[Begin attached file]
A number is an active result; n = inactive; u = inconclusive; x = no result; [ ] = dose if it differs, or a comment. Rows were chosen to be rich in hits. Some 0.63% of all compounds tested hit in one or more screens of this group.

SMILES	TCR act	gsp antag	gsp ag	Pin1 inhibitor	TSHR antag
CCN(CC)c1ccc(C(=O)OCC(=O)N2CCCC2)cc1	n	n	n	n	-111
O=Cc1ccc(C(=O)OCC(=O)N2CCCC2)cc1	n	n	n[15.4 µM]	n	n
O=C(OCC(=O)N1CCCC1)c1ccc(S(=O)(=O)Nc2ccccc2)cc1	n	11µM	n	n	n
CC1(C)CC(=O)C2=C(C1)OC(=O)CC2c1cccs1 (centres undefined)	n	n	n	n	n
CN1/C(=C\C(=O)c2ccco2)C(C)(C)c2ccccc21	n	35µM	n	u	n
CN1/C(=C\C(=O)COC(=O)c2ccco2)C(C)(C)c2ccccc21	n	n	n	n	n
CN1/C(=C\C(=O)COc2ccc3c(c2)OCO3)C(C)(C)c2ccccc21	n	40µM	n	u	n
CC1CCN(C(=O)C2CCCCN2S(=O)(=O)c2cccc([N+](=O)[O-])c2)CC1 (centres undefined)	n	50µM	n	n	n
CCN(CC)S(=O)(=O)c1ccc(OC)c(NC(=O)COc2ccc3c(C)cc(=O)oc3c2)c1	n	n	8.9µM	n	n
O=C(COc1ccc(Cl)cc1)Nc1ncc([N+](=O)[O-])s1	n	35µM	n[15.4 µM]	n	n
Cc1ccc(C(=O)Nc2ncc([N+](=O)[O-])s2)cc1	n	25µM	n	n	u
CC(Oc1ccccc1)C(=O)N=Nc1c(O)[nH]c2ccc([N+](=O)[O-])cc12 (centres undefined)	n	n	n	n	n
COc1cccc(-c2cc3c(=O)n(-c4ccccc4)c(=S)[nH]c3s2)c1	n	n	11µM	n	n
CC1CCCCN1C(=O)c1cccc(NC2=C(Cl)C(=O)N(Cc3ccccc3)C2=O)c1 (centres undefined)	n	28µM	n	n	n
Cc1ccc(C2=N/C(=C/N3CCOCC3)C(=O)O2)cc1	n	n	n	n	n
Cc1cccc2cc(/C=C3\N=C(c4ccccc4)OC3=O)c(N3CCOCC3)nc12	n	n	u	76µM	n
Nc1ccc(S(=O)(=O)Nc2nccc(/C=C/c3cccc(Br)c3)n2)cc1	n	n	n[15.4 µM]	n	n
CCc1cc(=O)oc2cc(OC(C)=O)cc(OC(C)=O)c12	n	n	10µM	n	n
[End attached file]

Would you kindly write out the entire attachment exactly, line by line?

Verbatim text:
A number is an active result; n = inactive; u = inconclusive; x = no result; [ ] = dose if it differs, or a comment. Rows were chosen to be rich in hits. Some 0.63% of all compounds tested hit in one or more screens of this group.

SMILES	TCR act	gsp antag	gsp ag	Pin1 inhibitor	TSHR antag
CCN(CC)c1ccc(C(=O)OCC(=O)N2CCCC2)cc1	n	n	n	n	-111
O=Cc1ccc(C(=O)OCC(=O)N2CCCC2)cc1	n	n	n[15.4 µM]	n	n
O=C(OCC(=O)N1CCCC1)c1ccc(S(=O)(=O)Nc2ccccc2)cc1	n	11µM	n	n	n
CC1(C)CC(=O)C2=C(C1)OC(=O)CC2c1cccs1 (centres undefined)	n	n	n	n	n
CN1/C(=C\C(=O)c2ccco2)C(C)(C)c2ccccc21	n	35µM	n	u	n
CN1/C(=C\C(=O)COC(=O)c2ccco2)C(C)(C)c2ccccc21	n	n	n	n	n
CN1/C(=C\C(=O)COc2ccc3c(c2)OCO3)C(C)(C)c2ccccc21	n	40µM	n	u	n
CC1CCN(C(=O)C2CCCCN2S(=O)(=O)c2cccc([N+](=O)[O-])c2)CC1 (centres undefined)	n	50µM	n	n	n
CCN(CC)S(=O)(=O)c1ccc(OC)c(NC(=O)COc2ccc3c(C)cc(=O)oc3c2)c1	n	n	8.9µM	n	n
O=C(COc1ccc(Cl)cc1)Nc1ncc([N+](=O)[O-])s1	n	35µM	n[15.4 µM]	n	n
Cc1ccc(C(=O)Nc2ncc([N+](=O)[O-])s2)cc1	n	25µM	n	n	u
CC(Oc1ccccc1)C(=O)N=Nc1c(O)[nH]c2ccc([N+](=O)[O-])cc12 (centres undefined)	n	n	n	n	n
COc1cccc(-c2cc3c(=O)n(-c4ccccc4)c(=S)[nH]c3s2)c1	n	n	11µM	n	n
CC1CCCCN1C(=O)c1cccc(NC2=C(Cl)C(=O)N(Cc3ccccc3)C2=O)c1 (centres undefined)	n	28µM	n	n	n
Cc1ccc(C2=N/C(=C/N3CCOCC3)C(=O)O2)cc1	n	n	n	n	n
Cc1cccc2cc(/C=C3\N=C(c4ccccc4)OC3=O)c(N3CCOCC3)nc12	n	n	u	76µM	n
Nc1ccc(S(=O)(=O)Nc2nccc(/C=C/c3cccc(Br)c3)n2)cc1	n	n	n[15.4 µM]	n	n
CCc1cc(=O)oc2cc(OC(C)=O)cc(OC(C)=O)c12	n	n	10µM	n	n